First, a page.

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PaulineMRoss

Pauline's Fantasy Reviews

Reviews of fantasy books, plus some mystery, sci-fi and literary works, and my random thoughts on book-related matters.

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Dragon Queen (The Memory of Flames, #5)
Stephen Deas
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H. Anthe Davis, Erica Dakin

Daughter of the Empire

Daughter of the Empire - Raymond E. Feist;Janny Wurts This book ought to have been right up my street; a non-medieval world, with limited magic, a slow pace driven by politics rather than endless battles, and a strong-minded female lead - what's not to like? In my case, the answer is: almost everything.

The opening felt surprisingly clunky and uncertain. Many fantasy works start with a dramatic event to draw the reader in, and leave the details of the background to wait for a quieter moment, but this tries to do both at once, with unconvincing results. To some extent it's necessary to explain the unusually high levels of required etiquette, which is required to account for the protagonist's unnatural calmness in a crisis, but the authors simultaneously tried to convey her deep emotions, and this made for a very uneven few chapters. And somehow the situation felt rather forced to me. Are there really no other members of the family? This seems oddly shortsighted in a hereditary system (lots of babies, people; how hard is that to understand?).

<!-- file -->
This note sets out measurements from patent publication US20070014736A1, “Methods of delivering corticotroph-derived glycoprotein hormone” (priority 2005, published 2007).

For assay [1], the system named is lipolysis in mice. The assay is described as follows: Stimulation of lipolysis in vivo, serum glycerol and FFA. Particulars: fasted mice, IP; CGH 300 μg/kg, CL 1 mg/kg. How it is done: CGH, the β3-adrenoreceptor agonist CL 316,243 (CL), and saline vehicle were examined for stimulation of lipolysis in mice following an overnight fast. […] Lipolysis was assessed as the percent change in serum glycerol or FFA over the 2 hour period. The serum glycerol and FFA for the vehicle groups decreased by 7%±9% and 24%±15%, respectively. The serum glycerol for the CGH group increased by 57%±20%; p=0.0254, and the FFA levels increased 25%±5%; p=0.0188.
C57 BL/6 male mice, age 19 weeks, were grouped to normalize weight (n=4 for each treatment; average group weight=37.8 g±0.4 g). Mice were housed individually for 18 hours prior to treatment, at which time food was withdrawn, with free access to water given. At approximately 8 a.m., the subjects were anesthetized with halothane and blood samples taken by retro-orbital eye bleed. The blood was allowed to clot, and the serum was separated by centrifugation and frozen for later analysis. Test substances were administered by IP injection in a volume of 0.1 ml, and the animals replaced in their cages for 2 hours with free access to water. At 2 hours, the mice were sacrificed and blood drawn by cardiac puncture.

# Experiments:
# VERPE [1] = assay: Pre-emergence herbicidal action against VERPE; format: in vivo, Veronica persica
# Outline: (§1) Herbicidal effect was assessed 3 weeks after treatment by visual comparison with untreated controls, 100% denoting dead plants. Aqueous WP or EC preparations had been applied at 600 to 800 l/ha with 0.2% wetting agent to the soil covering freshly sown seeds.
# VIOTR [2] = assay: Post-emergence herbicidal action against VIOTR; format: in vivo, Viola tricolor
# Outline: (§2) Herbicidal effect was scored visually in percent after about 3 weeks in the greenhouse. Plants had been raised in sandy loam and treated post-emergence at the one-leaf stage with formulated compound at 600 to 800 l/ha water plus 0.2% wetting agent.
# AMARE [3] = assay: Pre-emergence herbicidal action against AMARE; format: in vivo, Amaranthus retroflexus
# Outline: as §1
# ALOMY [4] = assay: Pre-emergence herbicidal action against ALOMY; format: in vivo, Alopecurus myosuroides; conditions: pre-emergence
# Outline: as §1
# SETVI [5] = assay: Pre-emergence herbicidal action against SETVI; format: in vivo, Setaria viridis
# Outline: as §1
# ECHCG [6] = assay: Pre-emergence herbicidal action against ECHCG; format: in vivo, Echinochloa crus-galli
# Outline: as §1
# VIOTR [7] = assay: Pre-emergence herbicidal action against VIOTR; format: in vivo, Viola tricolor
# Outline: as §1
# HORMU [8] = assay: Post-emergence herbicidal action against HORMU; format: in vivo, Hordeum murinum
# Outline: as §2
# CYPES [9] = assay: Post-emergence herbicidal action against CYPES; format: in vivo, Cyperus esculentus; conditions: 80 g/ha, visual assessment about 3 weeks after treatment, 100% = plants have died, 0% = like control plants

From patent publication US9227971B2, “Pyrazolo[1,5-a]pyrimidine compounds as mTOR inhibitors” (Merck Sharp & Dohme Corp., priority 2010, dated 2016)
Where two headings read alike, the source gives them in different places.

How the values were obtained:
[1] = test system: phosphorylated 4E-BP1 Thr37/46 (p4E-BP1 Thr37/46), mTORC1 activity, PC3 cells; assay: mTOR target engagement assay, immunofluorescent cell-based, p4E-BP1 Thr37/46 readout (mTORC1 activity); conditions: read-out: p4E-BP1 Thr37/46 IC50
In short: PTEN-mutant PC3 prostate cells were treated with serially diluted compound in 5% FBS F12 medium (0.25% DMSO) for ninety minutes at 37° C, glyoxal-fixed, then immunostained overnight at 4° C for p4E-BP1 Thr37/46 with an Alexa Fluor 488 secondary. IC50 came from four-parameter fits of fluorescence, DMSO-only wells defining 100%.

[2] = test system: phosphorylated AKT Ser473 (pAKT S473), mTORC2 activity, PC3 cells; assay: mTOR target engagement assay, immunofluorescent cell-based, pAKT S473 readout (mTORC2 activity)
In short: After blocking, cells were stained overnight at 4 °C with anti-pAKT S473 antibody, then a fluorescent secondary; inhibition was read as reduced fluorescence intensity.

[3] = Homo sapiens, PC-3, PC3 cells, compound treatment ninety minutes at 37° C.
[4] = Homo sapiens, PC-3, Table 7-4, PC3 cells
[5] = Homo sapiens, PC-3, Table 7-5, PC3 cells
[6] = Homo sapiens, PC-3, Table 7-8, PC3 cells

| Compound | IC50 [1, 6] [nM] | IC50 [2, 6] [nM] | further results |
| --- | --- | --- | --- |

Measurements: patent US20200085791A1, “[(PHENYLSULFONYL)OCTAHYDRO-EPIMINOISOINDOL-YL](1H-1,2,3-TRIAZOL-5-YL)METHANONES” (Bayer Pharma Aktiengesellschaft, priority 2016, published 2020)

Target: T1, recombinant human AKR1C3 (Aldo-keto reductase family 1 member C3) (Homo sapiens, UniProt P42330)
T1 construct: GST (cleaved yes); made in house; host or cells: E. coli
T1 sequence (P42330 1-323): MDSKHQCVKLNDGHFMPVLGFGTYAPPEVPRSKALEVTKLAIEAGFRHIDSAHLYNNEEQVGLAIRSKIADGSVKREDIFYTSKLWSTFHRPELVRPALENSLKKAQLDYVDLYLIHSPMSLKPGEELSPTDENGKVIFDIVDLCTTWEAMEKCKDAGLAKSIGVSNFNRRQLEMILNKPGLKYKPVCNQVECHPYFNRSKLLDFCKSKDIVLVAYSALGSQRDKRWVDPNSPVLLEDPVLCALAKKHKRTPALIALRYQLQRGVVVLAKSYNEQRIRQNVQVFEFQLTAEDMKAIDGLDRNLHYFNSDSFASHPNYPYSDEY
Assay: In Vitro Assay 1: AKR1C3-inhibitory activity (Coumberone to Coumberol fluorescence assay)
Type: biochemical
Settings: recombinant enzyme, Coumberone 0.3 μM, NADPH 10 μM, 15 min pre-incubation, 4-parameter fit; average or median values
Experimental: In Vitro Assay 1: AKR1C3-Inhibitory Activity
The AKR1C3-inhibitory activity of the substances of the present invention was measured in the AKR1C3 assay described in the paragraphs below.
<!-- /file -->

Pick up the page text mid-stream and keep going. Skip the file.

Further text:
The whole story rests on the shoulders of Mara, the seventeen year old protagonist. Given that the story opens with her about to take lifelong vows at a religious order, she seems initially unsuited for the leadership role thrust upon her, and perhaps that would have been a more interesting line to follow. However, it soon becomes clear that she is the conventional spirited and ambitious protagonist, quite prepared to be ruthless to achieve her political aims, and also prepared to take risks and break with tradition where she deems it necessary. Unfortunately, this very ruthlessness makes her something of an unsympathetic character. She has no qualms, it seems, about killing off slaves, rebellious soldiers or anyone else who gets in her way, or simply to send a message to her rivals. And considering that the concept of honour is deeply embedded in this society, she has (in fact, they all have) a very curious sense of honour which allows her to do (apparently) whatever the hell she wants.

The other main characters are all very black and white. Her family servants are the ultimate in loyal retainers, willing to die for her, but also intelligent, resourceful, competent... you get the picture. Her husband, carefully selected solely to create a protective alliance and give Mara an heir, is portrayed as an uncaring and violent brute. Some attempt is made to paint a more subtle picture of Buntokapi later on, but it's really too late by this time. Her enemies are no more than ciphers: the rival leader, driven by long-standing feuds whose origins are lost in time; the stupid men driven by lust; the vengeful woman. Only the Warlord has seems like a genuinely complex character. The rest are no more than lightly sketched background the better to illuminate Mara's perfection .